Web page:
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What Is The Best Running Cadence?

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This question about optimal running cadence is probably the one question we hear the most frequently here at and its a valid question that has had a lot of debate.

However it’s really not the correct question we should be asking. I think a better question is what running cadence results in the most efficient and (hopefully) faster running speed?

For beginner runners, that’s an easy question to answer, because the vast majority of new runners have a lower running cadence around 80 steps per minute which leads to a longer ground contact time (GCT) and usually over striding with a heel strike as the foot makes initial contact with the ground. The longer ground contact time in combination with the heel strike in front of the body acts to increase the overall impact on the runner’s body as well as decelerating or briefly slowing the runner down.

However, for intermediate and more advanced runners, the question of optimal cadence becomes a little more difficult to answer if we also look at running economy or efficiency. It doesn’t make sense to increase a runner’s cadence if it costs them from an efficiency or running economy standpoint. As runners continue to train and develop, they tend to seek a “comfortable” running cadence for their specific biomechanics; which can be impacted by muscular imbalances as well as limited or restricted range of motion of the hips and/or spine.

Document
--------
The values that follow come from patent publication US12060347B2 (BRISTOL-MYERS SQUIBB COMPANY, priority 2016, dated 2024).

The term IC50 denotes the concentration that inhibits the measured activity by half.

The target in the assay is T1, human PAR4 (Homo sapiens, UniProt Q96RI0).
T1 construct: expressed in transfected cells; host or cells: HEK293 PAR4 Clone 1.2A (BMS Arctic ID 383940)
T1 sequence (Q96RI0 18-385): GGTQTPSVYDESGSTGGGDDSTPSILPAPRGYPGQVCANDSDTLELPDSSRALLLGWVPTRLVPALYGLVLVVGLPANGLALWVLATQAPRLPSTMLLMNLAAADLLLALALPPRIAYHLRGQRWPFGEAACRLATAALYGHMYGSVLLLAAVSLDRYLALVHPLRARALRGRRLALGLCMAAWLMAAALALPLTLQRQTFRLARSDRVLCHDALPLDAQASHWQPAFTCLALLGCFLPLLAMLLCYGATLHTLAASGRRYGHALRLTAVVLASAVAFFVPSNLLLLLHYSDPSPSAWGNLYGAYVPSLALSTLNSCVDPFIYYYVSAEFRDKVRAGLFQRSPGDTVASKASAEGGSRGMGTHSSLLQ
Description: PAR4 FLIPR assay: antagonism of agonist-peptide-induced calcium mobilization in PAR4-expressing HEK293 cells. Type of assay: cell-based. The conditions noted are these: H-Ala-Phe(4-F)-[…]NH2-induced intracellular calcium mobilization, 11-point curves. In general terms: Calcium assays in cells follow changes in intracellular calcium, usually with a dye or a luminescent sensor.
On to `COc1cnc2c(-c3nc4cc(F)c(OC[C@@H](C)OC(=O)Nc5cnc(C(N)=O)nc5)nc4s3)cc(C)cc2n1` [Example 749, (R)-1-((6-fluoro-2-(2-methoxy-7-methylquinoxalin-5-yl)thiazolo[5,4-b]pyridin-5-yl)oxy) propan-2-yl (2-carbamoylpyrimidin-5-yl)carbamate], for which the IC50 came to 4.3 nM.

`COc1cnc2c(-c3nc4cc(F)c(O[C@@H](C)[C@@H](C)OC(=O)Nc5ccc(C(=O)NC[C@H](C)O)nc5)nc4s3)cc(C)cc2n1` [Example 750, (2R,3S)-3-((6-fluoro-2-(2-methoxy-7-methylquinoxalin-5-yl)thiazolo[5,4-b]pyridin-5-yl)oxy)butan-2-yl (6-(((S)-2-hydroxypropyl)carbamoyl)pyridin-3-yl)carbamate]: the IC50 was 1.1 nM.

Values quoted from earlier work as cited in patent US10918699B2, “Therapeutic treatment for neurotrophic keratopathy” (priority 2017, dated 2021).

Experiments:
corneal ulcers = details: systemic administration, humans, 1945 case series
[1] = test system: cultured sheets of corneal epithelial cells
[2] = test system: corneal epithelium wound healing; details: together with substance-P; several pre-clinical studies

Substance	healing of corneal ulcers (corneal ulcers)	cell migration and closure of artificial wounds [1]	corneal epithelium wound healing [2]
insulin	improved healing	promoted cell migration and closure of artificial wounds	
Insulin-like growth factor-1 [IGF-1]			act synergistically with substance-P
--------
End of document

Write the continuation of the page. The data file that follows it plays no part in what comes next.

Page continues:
In general, most running coaches would agree that an “optimal” running cadence for longer distance running (5 km) would be around 90 steps per minute or slightly higher.

While this increase in cadence from 80 to 90 steps per minute may not seem like much, if the runner is able to maintain the same stride length, it can represent a large change in overall speed:

If a runner has a stride length of 5 feet then:

  • 80 step/min cadence — 5 ft/step x 80 steps/min x 2 = 800 feet per minute or a 6:36 min/mile pace
  • 90 step/min cadence — 5 ft/step x 90 steps/min x 2 = 900 feet per minute or a 5:52 min/mile pace

Thats an extra 42 seconds faster per mile or for a marathon, just over 18 minutes faster, simply by changing cadence. Granted, it’s a simplification, and for more runners that are increasing their cadence, there can be a shortening of the stride length to compensate for the increase in running cadence or turn over, but can have a huge impact on your race times once you adapt to the higher running cadence.

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